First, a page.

in Bristol on 10th August 1841. In September, 1841 Photographic
Institutions were established at Cheltenham and Liverpool. On
Saturday 2nd October, Alfred Barber opened a photographic portrait
studio in Nottingham. The proprietors of these new Photographic
Institutions required considerable capital. To operate in
the town of Nottingham, Alfred Barber was expected to pay a total
of £1,220, made up of a down payment of £450, a first
instalment of £50, followed by three separate quarterly instalments
of £240. The Licence which covered Liverpool and a ten mile
area around the city was fixed at £2,500.
Constable's Photographic Institution in Brighton
Constable had paid £1,000 to Beard for a licence to
take daguerreotype portraits in Brighton. Constable opened
his Photographic Institution to the public on Monday 8th November
the week was over, Constable wrote to his sister Susanna and
gave a progress report on his new enterprise:
I opened my concern of business last Monday
for the first day or two I took but very little money indeed
. . . I could not help feeling anxious and nervous, although
the result was what I reasonably ought to have expected
But I feel every day that I am growing in notice and have
no doubt that I am gaining a very fast and respectable foothold
here . . . I am crowded with visitors all day from
11 to 4 . . . there is nothing against me but the lateness
of the season.
William Constable seated in front of
Cruikshank's 1842 picture of an early daguerreotype studio.
Visitors to Brighton
Constables phrase the lateness of the season could
be assumed to be a reference to the darkening skies of winter, when
an absence of sunshine would lengthen camera exposure times and
affect the quality of his studio portraits, but he was probably
expressing his concern that the season of the year when it was fashionable
to visit Brighton was nearing its end. Twenty years earlier the
aristocracy and the upper classes of society had traditionally visited
Brighton in the summer months of June, July and August. The Brighton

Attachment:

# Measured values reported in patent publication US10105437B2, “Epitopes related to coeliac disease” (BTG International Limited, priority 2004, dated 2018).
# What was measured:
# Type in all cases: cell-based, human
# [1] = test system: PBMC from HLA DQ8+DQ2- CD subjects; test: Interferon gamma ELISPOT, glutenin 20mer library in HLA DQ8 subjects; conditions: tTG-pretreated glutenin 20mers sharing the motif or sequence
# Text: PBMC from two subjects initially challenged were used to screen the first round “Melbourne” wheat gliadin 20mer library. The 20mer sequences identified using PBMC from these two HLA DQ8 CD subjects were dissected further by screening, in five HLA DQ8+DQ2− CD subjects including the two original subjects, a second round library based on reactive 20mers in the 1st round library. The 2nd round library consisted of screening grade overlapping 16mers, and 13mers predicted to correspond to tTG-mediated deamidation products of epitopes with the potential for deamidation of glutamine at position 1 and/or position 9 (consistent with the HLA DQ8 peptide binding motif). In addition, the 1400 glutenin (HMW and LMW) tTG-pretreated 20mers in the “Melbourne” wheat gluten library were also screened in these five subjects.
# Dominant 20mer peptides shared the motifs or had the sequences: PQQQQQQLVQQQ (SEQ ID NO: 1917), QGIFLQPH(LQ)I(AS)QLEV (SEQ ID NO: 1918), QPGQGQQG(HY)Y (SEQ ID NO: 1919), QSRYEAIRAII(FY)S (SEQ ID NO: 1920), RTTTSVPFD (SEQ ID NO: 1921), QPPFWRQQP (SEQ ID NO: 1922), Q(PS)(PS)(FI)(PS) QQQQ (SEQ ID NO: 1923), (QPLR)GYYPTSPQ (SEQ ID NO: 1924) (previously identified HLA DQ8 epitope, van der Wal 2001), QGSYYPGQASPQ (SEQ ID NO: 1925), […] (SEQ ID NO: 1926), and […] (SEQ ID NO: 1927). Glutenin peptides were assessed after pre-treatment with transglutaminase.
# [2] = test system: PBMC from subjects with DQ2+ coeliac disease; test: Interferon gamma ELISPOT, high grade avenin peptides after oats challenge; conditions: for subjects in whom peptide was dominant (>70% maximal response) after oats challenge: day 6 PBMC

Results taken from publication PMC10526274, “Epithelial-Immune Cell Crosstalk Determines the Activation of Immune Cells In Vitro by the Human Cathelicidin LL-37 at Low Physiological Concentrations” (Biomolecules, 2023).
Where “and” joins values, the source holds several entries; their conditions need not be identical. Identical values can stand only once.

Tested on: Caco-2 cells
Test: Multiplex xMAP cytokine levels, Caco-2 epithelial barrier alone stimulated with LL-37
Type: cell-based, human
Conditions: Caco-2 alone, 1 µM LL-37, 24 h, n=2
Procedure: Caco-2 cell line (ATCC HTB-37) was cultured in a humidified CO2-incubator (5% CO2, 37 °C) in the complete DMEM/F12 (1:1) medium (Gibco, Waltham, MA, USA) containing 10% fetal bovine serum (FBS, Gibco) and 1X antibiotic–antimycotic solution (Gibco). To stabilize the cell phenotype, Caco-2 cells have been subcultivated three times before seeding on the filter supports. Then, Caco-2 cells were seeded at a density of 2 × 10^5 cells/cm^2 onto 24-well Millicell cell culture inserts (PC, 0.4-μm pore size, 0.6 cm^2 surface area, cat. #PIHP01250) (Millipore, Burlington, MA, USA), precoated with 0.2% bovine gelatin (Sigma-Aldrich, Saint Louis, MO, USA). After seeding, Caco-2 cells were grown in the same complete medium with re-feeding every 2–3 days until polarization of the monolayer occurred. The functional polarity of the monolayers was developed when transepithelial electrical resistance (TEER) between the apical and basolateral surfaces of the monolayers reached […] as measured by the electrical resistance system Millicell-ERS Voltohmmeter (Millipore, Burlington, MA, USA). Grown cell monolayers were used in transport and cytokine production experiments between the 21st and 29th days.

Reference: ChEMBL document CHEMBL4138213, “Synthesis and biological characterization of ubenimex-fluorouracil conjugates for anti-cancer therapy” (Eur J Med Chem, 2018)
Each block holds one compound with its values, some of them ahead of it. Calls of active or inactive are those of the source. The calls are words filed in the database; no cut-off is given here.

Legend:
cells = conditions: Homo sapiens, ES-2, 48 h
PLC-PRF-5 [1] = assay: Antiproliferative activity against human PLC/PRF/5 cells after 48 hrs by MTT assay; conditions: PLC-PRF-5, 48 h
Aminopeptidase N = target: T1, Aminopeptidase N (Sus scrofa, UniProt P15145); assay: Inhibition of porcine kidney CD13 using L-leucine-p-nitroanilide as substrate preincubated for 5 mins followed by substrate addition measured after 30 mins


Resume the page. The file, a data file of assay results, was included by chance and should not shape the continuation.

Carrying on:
Ambulator of 1818 had calculated there were 7000 additional
residents in Brighton during the summer months between June and
October, but from November to February the number of visitors declined
to 2,300. By 1830, the fashionable season had shifted from the summer
to the autumn and winter.
Fashionable Visitors to Brighton.
A fashionable couple with Alfred Crowquill's Beauties of Brighton
(1826) in the background.
Even before the railway line from London to Brighton was completed
in September 1841, the New Monthly Magazine had
the summer months are abandoned to the trading population
of London, the early autumn is surrendered to the lawyers and when
November summons them to Westminster, the beau monde
commence their migration to encounter the gales of that inclement
season secure from any participation of the pleasure with a plebian
Photographic Portraits of Prince Albert and the Nobility
Constable had established his exclusive portrait studio in Brighton
at a time when the nobility and gentry were delaying their visits
to Brighton, restricting their period of stay at this fashionable
seaside resort to the months of November, December and January.
As Edmund M Gilbert commented in his study of Brighton and the growth
of the English seaside resort, the aristocracy found that residence
in Brighton could be deferred until after the departure of the vulgarians.
Copy of a daguerreotype portrait
of Prince Albert  Attributed to William Constable's